Super-virtual interferometry (SVI) is a technique in which cross-correlation between consecutive receiver responses is carried out to obtain the virtual head-wave arrivals, which are then convolved with the initially recorded traces to get the super-virtual trace. SVI can be used to enhance the refracted phases by stacking all the arrivals acquired using multiple shots at one position, leading to an improved SNR by a factor of $\surd n$, where $‘n’$ is the number of sources and receivers to generate the head-waves. In this study, we have generated few synthetic common shot gathers (CSGs) using forward modelling over a three-layer velocity–depth model with an embedded spherical anomaly, a complex five-layer velocity–depth model and the Marmousi model. Certain amount of noise is added on these gathers and then SVI technique is applied on the gathers which has resulted in an improved SNR of refracted phases at the far offset. We have further tested this technique on a field dataset acquired from the Kumaon Himalayan region using a 450 kg thumper as an energy source and 111 active channel remote acquisition unites (RAUs) with 5 Hz geophones as sensors. The resulting SVI gathers show the refracted arrivals more clearly. Continuity in the phases is increased after stacking and iterative SVI.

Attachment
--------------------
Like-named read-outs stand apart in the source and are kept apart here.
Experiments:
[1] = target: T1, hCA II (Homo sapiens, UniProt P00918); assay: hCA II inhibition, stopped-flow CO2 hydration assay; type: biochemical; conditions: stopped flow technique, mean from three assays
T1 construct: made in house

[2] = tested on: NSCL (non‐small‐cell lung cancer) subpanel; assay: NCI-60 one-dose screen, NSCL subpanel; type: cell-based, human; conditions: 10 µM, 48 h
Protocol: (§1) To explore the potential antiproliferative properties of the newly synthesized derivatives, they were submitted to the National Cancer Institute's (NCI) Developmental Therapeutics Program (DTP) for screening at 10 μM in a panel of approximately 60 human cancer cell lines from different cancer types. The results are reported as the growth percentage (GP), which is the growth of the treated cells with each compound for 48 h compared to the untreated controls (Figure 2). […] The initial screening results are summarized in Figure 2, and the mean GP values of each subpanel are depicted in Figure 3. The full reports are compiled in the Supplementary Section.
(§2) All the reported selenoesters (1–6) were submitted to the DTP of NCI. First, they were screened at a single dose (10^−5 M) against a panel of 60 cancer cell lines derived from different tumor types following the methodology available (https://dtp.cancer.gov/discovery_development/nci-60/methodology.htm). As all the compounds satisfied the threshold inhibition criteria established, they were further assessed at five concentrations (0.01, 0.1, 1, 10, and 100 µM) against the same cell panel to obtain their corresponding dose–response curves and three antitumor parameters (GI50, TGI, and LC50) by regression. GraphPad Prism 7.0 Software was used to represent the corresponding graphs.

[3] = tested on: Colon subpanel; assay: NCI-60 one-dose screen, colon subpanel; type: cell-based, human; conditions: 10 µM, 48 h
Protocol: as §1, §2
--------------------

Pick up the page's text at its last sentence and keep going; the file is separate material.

Volume 131, 2022
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